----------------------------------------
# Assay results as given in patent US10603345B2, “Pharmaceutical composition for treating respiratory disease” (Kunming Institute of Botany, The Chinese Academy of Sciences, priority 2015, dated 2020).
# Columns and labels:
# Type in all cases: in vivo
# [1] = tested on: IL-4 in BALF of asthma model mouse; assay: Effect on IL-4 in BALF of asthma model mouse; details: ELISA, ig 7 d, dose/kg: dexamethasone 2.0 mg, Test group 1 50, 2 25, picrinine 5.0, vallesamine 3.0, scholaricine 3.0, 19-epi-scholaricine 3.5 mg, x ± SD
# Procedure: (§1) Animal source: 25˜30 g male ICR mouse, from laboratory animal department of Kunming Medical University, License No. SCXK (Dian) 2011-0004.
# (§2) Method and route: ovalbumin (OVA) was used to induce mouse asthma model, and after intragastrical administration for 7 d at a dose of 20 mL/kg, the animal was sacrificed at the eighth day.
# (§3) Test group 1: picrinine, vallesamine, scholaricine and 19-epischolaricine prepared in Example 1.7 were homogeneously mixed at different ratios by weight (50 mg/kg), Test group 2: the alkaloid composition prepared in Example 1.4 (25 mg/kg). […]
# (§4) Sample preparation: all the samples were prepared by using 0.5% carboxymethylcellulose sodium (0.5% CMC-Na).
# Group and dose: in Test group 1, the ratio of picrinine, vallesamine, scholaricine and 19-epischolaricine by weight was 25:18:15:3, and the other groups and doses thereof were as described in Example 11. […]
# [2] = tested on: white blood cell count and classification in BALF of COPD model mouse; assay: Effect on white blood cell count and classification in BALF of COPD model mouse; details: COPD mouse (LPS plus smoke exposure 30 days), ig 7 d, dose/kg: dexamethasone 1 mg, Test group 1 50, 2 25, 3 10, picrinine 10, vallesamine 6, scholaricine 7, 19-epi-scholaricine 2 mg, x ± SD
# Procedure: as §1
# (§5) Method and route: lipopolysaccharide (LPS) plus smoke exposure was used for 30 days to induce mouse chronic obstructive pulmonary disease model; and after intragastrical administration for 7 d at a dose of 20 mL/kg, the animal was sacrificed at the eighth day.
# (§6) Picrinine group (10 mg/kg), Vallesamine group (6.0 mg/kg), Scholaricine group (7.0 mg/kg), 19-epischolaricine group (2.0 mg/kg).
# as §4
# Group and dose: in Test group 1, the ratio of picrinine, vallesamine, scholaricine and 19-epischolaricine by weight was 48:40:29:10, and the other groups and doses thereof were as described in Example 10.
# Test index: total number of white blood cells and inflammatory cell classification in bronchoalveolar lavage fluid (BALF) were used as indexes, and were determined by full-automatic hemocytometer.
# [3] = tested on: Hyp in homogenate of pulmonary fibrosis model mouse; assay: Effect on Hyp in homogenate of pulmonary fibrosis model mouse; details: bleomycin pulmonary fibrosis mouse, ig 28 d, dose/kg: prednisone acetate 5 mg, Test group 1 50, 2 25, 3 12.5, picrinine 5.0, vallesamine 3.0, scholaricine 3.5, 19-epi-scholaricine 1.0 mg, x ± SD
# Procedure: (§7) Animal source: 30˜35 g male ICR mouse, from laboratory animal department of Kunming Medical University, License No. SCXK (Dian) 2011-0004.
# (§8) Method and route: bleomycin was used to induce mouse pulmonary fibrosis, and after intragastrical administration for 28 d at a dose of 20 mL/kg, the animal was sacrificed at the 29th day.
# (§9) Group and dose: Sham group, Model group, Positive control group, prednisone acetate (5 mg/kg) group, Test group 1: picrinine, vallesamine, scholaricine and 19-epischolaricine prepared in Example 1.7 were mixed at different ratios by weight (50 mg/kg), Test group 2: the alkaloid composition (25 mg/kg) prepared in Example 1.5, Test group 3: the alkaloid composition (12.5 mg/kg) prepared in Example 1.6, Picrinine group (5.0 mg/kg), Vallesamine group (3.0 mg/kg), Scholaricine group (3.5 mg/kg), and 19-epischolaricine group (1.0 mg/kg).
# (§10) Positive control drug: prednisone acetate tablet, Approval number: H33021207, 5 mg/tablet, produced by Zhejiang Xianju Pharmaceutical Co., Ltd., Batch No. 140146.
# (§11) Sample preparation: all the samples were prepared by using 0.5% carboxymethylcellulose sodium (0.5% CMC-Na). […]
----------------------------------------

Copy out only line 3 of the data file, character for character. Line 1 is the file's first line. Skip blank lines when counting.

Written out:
# Type in all cases: in vivo